So whenever this date comes, while I am solemnly mindful of those who were lost that day, those who lost someone they loved, and the way it changed so much, I can't help but be proud to be an American, proud to be a mother, and proud to be the wife of a soldier and daughter of a soldier. I feel like I am beating the terrorists who do things like this, fighting the entire mind-set of those who do these things, fighting them with my refusal to let this affect my decision to press on and endure with a happy heart.

So on this day I always think: Am I happy? And I feel that every time I can say honestly Yes, I'm happy--then we are winning.

These pictures are a little random, considering Phill wasn't deployed until 2003 (and 2005), but they seem appropriate based on context.

The soldiers at Ft.Carson all prepared for deployment - April 2003
Our see-you-later (this started as one of those sick-feeling dark early stomach does weird little twisting things just looking at this!) -- Reed is 4 months (ish)
Something I made while he was on his second tour (still think it's hilarious that they call it a tour)
2005 (Reed is 2)
November 21st, 2002 (Note that Phill is still in uniform. Hee hee....he came right from work.)
I remember thinking that DCU's looked so weird. (DCU's are these lighter-colored uniforms they now have and that he didn't have until deployment....up until then it was the green BDU's and that was what I was used to!)
Phill and his gorgeous sister, Melissa, who lived with me for 2 months of the 3 months he was gone that first time. He kept being so silly and making us laugh and then of course I'd start crying again!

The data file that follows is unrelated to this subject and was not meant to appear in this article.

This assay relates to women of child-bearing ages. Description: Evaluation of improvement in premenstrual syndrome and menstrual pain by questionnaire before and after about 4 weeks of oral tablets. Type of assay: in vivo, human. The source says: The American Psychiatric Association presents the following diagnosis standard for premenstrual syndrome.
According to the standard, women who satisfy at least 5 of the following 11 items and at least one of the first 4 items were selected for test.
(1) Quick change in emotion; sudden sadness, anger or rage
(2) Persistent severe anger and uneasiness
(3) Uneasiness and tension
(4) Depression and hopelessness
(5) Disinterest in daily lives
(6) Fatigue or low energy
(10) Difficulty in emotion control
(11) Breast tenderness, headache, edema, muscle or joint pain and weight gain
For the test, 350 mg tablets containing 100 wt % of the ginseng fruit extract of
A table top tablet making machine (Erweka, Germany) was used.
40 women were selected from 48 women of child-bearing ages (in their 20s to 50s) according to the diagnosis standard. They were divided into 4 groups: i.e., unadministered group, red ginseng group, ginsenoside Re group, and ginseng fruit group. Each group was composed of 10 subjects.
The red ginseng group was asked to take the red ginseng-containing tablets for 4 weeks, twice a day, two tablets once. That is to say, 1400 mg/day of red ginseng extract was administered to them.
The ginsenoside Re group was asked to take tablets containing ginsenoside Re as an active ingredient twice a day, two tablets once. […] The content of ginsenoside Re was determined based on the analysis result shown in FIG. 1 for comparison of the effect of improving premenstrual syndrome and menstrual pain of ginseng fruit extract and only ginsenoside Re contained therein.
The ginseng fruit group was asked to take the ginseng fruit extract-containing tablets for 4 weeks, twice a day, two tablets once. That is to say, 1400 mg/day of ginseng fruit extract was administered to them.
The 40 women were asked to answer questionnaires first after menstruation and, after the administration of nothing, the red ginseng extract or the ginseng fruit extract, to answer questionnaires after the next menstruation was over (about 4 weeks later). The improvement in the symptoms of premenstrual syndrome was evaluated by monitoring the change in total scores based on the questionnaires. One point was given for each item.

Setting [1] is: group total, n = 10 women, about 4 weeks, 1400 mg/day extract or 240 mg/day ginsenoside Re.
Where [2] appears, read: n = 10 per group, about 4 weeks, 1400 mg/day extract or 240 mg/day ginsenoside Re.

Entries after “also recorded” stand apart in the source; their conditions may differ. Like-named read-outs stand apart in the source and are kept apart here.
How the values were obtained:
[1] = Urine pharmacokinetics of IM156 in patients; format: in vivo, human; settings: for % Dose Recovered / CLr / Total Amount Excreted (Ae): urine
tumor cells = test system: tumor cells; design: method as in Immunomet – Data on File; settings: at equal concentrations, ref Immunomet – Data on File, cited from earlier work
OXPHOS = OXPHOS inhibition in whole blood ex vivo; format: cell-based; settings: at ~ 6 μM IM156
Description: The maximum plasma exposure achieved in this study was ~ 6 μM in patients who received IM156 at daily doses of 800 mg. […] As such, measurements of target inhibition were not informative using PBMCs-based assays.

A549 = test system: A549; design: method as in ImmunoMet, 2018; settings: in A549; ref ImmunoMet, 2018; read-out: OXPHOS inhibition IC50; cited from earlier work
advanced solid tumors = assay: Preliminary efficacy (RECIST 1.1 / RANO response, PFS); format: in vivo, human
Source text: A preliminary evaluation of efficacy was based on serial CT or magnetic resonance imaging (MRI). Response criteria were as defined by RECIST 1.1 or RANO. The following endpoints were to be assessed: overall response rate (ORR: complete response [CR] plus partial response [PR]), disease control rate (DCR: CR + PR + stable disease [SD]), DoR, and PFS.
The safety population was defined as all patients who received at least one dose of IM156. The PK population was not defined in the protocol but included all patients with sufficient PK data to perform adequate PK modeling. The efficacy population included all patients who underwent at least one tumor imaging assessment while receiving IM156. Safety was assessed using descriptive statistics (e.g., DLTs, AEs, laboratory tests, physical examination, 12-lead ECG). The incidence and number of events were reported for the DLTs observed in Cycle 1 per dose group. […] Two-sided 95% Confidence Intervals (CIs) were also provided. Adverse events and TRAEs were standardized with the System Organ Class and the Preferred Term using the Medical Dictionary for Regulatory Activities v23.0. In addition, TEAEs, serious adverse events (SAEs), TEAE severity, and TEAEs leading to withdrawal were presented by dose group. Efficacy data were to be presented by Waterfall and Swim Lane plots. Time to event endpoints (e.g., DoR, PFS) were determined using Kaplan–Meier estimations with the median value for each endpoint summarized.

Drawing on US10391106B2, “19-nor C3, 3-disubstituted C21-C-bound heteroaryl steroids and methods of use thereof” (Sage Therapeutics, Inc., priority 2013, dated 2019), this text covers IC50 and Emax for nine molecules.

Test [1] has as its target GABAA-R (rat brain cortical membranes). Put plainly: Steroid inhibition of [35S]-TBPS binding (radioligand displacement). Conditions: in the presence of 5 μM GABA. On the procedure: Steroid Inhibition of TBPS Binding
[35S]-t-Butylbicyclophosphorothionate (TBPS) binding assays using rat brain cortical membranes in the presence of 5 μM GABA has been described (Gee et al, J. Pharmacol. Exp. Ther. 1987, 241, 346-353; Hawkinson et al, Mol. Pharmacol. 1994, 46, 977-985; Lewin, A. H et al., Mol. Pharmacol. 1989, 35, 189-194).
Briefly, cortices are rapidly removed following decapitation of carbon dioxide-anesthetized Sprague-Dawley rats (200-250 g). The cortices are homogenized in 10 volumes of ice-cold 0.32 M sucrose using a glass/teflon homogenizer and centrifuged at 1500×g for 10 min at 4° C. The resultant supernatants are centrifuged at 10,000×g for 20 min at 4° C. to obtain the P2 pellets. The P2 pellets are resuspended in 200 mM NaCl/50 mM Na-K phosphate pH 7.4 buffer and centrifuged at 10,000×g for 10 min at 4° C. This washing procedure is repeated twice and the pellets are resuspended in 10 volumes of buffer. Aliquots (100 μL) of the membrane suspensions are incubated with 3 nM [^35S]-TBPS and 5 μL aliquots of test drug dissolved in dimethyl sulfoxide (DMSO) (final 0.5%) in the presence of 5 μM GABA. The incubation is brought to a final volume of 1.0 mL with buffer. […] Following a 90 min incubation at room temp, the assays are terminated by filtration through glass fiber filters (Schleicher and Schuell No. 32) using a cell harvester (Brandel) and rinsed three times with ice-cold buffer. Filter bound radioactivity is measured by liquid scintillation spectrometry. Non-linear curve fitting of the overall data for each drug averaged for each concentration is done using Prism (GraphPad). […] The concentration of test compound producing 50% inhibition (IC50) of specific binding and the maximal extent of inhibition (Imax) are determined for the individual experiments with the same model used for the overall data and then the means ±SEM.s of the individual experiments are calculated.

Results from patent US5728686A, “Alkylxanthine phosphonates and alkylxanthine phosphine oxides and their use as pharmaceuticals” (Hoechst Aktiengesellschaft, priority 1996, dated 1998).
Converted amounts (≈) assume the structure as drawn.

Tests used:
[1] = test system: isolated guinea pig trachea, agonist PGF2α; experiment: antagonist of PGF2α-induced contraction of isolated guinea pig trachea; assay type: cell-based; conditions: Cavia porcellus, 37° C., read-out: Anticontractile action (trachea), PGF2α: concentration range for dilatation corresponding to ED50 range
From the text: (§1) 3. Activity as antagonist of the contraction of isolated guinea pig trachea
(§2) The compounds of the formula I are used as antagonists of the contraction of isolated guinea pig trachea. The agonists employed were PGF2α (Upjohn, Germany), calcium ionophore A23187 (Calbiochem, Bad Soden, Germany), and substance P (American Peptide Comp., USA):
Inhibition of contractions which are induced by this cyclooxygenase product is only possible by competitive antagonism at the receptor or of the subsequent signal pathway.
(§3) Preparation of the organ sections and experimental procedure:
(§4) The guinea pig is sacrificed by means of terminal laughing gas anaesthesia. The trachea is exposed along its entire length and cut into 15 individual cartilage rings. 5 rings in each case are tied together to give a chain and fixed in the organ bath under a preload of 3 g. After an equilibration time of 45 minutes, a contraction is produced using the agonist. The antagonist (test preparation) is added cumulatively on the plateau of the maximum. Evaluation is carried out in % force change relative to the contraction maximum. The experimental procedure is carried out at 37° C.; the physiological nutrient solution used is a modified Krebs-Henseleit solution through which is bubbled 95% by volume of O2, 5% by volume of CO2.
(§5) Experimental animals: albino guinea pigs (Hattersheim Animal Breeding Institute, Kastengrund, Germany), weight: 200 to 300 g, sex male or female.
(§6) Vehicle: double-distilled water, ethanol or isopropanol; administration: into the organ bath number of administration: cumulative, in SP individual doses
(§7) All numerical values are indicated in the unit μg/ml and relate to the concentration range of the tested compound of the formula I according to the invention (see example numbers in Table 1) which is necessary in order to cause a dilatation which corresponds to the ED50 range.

Suzanne said...

Thank you for posting this, I liked reading it.
I am glad you are happy, you have had a lot on your plate because of this, you are very strong.
We are grateful for Phill and your Dad and pray for our soldiers everyday.

From My Eyes said...


Marie said...

Wow, thanks for posting that. I loved reading your perspective. So uplifting, as usual!

Kate said...

I really enjoyed this blog. It is interesting to see what was going on in everyone's lives on Sept 11. It was Mike and my 15th anniversary and he was out of town with the military and they didn't know if or when they would let him come home. It was a very somber day. Thanks for sharing. You are great

Heidi said...

I loved your post and your thoughts.

We were just waking up in Los Angeles and it was waking up to a nightmare, it felt so unreal. I was pregnant with Christopher, had an OB visit that morning and I remember how strange it was to do something so normal, to feel that even if the world froze that this baby was still coming and life was going on...

We lived in a flight path for LAX and I remember how quiet the sky was that day.

As you said - we mothers keep going. Keep mothering. Changing the world with our choices as we parent these children and testify of what we believe.

I owe you an email... :)

Kristy said...

Loved your comments. I remember we were mailing out our wedding invitations that day and I just hoped the world wouldn't stop turning.

Anyway, consider yourself tagged:

Kristy, Consider yourself tagged. This was a fun one to do:

Rules are:

1. Link the person who tagged you.
2. Post the rules on your blog.
3. Write 6 random things about yourself.
4. Tag 6 people at the end of your post and link to them.
5. Let the person know you tagged them on their blog.
6. Let the tagger know when you've posted.

Waynsh said...

Those pics bring up yucky memories. :(..Phil is awesome, and we are grateful for guys like him that keep our country free. AND grateful for military wives like you who sacrifice so much. Thanks Phil and Rachel.